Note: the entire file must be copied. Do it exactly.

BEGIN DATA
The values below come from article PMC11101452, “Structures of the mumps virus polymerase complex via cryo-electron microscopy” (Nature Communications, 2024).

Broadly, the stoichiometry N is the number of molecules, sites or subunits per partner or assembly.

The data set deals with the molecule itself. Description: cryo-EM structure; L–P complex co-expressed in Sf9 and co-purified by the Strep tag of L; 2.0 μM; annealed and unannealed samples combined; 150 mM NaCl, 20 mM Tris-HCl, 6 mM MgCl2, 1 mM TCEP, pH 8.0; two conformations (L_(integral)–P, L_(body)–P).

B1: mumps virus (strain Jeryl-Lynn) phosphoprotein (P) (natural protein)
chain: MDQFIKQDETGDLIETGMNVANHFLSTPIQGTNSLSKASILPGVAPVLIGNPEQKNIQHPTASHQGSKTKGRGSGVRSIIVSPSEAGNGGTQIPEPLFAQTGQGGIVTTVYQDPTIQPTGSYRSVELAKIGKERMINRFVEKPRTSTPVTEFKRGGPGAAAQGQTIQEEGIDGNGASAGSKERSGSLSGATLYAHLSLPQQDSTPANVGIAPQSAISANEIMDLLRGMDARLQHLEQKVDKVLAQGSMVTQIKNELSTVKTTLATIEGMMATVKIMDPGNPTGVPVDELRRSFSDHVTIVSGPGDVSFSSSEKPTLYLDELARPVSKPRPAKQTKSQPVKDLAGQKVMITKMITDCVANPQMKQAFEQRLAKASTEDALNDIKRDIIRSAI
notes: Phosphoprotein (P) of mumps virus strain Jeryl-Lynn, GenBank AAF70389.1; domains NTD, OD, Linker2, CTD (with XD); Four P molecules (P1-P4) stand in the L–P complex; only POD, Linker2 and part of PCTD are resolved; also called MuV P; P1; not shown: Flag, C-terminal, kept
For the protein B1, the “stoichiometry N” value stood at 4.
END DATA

The values below come from article PMC11101452, “Structures of the mumps virus polymerase complex via cryo-electron microscopy” (Nature Communications, 2024).

Broadly, the stoichiometry N is the number of molecules, sites or subunits per partner or assembly.

The data set deals with the molecule itself. Description: cryo-EM structure; L–P complex co-expressed in Sf9 and co-purified by the Strep tag of L; 2.0 μM; annealed and unannealed samples combined; 150 mM NaCl, 20 mM Tris-HCl, 6 mM MgCl2, 1 mM TCEP, pH 8.0; two conformations (L_(integral)–P, L_(body)–P).

B1: mumps virus (strain Jeryl-Lynn) phosphoprotein (P) (natural protein)
chain: MDQFIKQDETGDLIETGMNVANHFLSTPIQGTNSLSKASILPGVAPVLIGNPEQKNIQHPTASHQGSKTKGRGSGVRSIIVSPSEAGNGGTQIPEPLFAQTGQGGIVTTVYQDPTIQPTGSYRSVELAKIGKERMINRFVEKPRTSTPVTEFKRGGPGAAAQGQTIQEEGIDGNGASAGSKERSGSLSGATLYAHLSLPQQDSTPANVGIAPQSAISANEIMDLLRGMDARLQHLEQKVDKVLAQGSMVTQIKNELSTVKTTLATIEGMMATVKIMDPGNPTGVPVDELRRSFSDHVTIVSGPGDVSFSSSEKPTLYLDELARPVSKPRPAKQTKSQPVKDLAGQKVMITKMITDCVANPQMKQAFEQRLAKASTEDALNDIKRDIIRSAI
notes: Phosphoprotein (P) of mumps virus strain Jeryl-Lynn, GenBank AAF70389.1; domains NTD, OD, Linker2, CTD (with XD); Four P molecules (P1-P4) stand in the L–P complex; only POD, Linker2 and part of PCTD are resolved; also called MuV P; P1; not shown: Flag, C-terminal, kept
For the protein B1, the “stoichiometry N” value stood at 4.